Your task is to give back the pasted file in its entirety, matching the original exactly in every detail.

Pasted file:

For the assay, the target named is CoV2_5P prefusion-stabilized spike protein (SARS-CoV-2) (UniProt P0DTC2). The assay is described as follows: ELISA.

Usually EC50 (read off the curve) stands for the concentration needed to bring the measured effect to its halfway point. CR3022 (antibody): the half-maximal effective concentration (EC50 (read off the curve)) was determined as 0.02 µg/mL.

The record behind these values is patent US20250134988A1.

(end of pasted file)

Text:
For the assay, the target named is CoV2_5P prefusion-stabilized spike protein (SARS-CoV-2) (UniProt P0DTC2). The assay is described as follows: ELISA.

Usually EC50 (read off the curve) stands for the concentration needed to bring the measured effect to its halfway point. CR3022 (antibody): the half-maximal effective concentration (EC50 (read off the curve)) was determined as 0.02 µg/mL.

The record behind these values is patent US20250134988A1.